Witness

Missions Pastor: Five Ways You Can Abandon Colonialism

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Dear Missions Pastor, it’s time we stop colonizing.

The gospel of Jesus Christ is one of unity, not one of colonization; one of justice, not one of charity. If you think the term ‘colonize’ is outdated and has nothing to do with short-term missions, you may be more like a conquistador than you know. The damage done through short-term missions is visibly one-sided, and it’s time we’re frank about the danger of charitable paternalism and confess our role in spreading it.

The gospel of Jesus Christ is one of unity, not colonization; one of justice, not charity. Click To Tweet

Bad Planning and Good Intentions

Our good intentions, our altruism, our desire to help ‘the least of these’ get a ticket into heaven, our desire for our home churches to see their current lives through another lens, our need to feed our number lust, and our width that lacks depth are all ingredients of our short-term colonization trips.

Our bad planning cannot be justified by the label of “good intentions.” This invisible harm is cancerous to the Gospel and to the global brotherhood. Our altruism is perpetuating god-complexes and has us saving those who don’t need saving and spreading a gospel perpendicular to the Bible. When we use a misconstrued concept of ‘the least of these’ we unintentionally build ourselves a pedestal to step up on further dichotomizing us—those who have, and them—the have-nots.

Missions Pastors: Our bad planning cannot be justified by the label of good intentions. Click To Tweet

Stop Flirting

Poverty tourism does a lot of dignity degradation, and number lust allows us to follow the wide path of the world with a fake label of the ‘straight-and-narrow’. We must stop what Kent Annan calls ‘flirting’ in short-term missions and begin the tough process of committed, faithful love between sending and receiving churches. The global church doesn’t need more Don Juans, it needs more faithful spouses.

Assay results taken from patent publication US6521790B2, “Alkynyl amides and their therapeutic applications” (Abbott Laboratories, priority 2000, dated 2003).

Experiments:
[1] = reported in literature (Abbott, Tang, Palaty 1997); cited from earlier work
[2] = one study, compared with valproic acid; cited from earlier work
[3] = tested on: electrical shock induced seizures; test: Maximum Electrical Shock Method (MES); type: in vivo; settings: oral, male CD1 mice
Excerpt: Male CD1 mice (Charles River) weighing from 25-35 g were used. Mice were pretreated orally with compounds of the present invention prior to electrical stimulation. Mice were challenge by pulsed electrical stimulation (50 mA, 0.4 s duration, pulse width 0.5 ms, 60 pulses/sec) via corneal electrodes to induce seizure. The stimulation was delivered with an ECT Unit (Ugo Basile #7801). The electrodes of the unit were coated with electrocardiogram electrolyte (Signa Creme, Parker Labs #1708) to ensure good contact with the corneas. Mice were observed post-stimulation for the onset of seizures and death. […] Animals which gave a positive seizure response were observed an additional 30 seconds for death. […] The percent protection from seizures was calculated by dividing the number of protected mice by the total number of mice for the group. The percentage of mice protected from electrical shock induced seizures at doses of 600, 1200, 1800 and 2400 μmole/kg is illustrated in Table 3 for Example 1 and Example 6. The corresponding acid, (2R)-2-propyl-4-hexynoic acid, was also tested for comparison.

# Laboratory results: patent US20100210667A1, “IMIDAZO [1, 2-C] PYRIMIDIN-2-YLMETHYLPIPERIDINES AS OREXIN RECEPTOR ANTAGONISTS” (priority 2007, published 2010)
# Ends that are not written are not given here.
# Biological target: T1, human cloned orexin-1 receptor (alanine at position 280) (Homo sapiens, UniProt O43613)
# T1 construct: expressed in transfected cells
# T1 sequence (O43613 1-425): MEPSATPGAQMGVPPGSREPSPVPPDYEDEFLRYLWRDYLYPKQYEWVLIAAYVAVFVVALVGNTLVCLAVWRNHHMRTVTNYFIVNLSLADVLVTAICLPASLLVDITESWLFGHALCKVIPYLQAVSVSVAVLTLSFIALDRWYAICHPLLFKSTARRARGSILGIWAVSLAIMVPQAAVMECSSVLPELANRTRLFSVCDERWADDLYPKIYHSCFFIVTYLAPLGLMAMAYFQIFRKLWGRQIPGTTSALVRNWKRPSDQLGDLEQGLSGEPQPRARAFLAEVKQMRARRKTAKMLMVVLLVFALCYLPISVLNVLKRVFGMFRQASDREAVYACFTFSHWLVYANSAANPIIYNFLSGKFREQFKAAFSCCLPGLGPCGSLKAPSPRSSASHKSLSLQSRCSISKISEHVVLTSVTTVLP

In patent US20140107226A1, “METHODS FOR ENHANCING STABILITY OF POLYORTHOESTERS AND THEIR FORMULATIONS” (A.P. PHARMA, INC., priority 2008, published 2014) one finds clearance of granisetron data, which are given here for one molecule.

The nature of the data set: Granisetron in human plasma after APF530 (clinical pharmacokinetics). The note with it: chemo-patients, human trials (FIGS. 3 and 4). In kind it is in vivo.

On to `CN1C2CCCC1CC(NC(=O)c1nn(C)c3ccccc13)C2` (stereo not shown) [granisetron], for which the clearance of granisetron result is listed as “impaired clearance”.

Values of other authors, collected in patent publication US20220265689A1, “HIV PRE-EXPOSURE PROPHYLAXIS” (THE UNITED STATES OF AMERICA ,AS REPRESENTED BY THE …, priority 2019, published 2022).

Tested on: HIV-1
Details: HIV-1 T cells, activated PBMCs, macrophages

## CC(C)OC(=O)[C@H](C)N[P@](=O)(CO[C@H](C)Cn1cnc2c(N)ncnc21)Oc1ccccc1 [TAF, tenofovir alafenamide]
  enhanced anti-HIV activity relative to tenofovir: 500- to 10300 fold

These ingredients—that superficially feel good—weigh us down, and automatically and unconsciously end up building walls between those ‘sending’ and those ‘receiving’.

Here’s why: We’re doing charity when we need to be doing justice.

Charity is a top-down, colonialist framework. It is handouts. Its formula goes something like this: those who have give to those who don’t have. But we are defining the word “have” through tangibility; and the framework it provides is that stuff equals power. So the powerful with their stuff tell the weak with their lack of stuff how to live, ‘mercifully’ giving them crumbs from the table. And if they get enough crumbs one day they may be able to sit at the table too.

Biblical justice, on the other hand, is about relationship, partnership, and unity. Justice says that everyone is on the same plane and everyone has a seat at the table. In the kingdom of God no one human has more power than another. Charity justifies the use of pedestals; justice says only God belongs on a throne.

Five Moves for Abandoning Colonialism

Here are five essential moves for those of us committed to abandoning colonialist models of short-term mission in favor of aligning with biblical justice: